On the morning of January 11, 2013, Swartz was found dead in his Crown Heights, Brooklyn apartment by his partner.A spokeswoman for New York's Medical Examiner reported that he had hanged himself but no suicide note was found.
The family and partner of Swartz created a memorial website on which they issued a statement, saying,
He used his prodigious skills as a programmer and technologist not to enrich himself but to make the Internet and the world a fairer, better place."
Swartz was eulogized by his friend and sometime attorney, Lawrence Lessig, who called Swartz’s prosecution an abuse of proportionality, saying further
… [The U.S.] government needs to [say] why it was so necessary that Aaron Swartz be labeled a “felon”. For in the 18 months of negotiations, that was what he was not willing to accept ….
Blogger Cory Doctorow wrote:
Aaron had an unbeatable combination of political insight, technical skill, and intelligence about people and issues. I think he could have revolutionized American (and worldwide) politics. His legacy may still yet do so.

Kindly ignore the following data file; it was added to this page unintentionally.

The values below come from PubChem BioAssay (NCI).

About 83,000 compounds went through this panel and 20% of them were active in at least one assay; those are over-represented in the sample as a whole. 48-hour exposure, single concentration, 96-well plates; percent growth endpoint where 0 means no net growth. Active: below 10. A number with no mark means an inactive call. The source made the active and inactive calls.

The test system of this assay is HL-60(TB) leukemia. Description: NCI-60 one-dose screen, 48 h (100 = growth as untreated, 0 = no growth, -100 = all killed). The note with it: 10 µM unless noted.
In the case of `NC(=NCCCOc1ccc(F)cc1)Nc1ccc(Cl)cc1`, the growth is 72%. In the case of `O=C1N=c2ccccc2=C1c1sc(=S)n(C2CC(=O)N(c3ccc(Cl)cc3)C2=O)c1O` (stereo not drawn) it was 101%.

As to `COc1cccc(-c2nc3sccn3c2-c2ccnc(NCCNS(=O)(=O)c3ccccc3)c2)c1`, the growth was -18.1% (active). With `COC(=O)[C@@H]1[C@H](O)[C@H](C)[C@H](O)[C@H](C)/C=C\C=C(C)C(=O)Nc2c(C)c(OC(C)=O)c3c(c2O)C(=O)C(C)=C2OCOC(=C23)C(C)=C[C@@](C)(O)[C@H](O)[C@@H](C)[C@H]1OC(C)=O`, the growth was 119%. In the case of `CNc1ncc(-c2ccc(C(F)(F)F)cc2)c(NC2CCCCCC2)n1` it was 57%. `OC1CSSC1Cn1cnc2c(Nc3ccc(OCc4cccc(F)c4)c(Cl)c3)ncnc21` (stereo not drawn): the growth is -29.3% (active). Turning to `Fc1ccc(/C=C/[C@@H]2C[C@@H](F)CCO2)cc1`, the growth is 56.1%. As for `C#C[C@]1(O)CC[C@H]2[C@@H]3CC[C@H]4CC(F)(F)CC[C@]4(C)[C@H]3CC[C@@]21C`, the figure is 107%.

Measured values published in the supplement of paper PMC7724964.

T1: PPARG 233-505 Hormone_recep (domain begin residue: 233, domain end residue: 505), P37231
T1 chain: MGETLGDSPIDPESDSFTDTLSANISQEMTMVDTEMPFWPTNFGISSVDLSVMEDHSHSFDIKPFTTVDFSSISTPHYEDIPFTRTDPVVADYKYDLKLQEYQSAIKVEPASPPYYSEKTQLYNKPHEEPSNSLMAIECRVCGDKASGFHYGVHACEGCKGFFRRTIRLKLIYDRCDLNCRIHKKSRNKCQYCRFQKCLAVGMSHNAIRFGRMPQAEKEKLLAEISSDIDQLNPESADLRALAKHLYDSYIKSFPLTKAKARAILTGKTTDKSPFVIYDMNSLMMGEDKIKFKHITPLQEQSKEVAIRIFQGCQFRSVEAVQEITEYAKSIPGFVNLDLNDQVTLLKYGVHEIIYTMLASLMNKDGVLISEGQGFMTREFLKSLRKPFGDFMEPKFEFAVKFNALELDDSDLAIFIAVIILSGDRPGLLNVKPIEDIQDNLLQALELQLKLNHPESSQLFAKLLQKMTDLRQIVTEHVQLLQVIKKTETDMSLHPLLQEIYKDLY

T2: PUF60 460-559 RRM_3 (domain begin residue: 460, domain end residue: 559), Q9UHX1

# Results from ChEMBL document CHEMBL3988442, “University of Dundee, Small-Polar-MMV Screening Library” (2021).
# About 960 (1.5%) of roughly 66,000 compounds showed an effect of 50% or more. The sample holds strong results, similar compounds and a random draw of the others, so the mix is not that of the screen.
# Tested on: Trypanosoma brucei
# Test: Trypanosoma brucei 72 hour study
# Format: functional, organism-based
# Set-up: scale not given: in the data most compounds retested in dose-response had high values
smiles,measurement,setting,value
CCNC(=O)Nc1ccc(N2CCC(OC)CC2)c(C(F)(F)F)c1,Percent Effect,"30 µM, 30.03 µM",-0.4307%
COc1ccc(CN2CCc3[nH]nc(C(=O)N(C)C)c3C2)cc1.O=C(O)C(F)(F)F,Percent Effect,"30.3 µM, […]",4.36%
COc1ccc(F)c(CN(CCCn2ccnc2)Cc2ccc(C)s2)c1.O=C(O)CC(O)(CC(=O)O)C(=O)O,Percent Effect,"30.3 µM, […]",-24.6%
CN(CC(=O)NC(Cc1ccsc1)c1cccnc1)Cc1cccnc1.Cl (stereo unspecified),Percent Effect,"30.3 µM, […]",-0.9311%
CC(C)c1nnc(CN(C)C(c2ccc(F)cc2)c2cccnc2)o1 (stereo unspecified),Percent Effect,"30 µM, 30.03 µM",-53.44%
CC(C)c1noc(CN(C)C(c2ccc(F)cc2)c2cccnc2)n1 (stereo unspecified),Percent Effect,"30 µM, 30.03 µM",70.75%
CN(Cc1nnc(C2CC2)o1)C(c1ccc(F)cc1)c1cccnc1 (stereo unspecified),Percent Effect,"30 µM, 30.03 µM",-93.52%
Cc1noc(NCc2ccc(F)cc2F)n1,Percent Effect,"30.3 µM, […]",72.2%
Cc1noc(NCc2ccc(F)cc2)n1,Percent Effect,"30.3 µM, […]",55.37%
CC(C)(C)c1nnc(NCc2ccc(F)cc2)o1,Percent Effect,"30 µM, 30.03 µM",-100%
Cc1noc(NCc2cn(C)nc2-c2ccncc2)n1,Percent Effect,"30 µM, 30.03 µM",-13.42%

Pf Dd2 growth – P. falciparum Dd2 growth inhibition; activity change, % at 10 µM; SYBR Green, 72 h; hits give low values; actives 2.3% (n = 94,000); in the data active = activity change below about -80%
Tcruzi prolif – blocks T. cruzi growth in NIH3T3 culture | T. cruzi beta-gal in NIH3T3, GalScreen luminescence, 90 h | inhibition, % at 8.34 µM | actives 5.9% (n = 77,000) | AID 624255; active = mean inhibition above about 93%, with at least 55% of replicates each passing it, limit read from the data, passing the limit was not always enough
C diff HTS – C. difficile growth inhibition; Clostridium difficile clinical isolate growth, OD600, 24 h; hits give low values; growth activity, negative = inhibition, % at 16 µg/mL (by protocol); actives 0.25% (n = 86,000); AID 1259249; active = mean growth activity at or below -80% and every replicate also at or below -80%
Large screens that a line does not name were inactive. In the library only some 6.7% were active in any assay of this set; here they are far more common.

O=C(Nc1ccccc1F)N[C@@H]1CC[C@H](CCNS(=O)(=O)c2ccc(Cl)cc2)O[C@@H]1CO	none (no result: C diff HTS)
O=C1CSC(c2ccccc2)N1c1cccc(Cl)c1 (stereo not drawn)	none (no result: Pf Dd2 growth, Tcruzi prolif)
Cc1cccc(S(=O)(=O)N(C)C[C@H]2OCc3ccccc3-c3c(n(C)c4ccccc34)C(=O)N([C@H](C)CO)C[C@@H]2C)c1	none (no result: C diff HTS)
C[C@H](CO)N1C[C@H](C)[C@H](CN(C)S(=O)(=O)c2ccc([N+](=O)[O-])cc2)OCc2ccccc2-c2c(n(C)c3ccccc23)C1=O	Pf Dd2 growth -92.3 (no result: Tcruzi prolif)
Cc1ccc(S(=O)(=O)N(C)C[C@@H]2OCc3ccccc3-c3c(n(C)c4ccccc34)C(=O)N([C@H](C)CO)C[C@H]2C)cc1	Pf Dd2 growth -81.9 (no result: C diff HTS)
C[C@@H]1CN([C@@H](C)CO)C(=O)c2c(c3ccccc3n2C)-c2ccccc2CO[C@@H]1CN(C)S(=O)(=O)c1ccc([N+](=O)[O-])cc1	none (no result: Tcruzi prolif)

Swartz's funeral services were held on January 15, 2013, at Central Avenue Synagogue in Highland Park, Illinois. Sir Tim Berners-Lee, co-creator of the World Wide Web, delivered a eulogy at the service.
On January 19, hundreds attended a memorial at the Great Hall at Cooper Union. Speakers included Ben Wikler, Open Source advocate Doc Searls, 'Creative Commons' Glenn Otis Brown, journalist Quinn Norton, OK Go singer Damian Kulash, Yale Professor emeritus Edward Tufte, Givewell's Holden Karnofsky, author Tom Chiarella (also reading for David Foster Wallace), Roy Singham of ThoughtWorks, David Isenberg of Freedom to Connect, David Segal of Demand Progress, and Swartz's partner, Taren Stinebrickner-Kauffman.
On January 24, there was a memorial at San Francisco's Internet Archive with speakers including Journalist Danny O'Brien, Taren Stinebrickner-Kauffman, Lisa Rein, EFF senior technologist Seth Schoen, Peter Eckersley, O'Reilly Media founder Tim O'Reilly, Molly Shaffer van Houweling, Alex Stamos, Internet law attorney Cindy Cohn, Internet Archive founder Brewster Kahle, and Carl Malamud.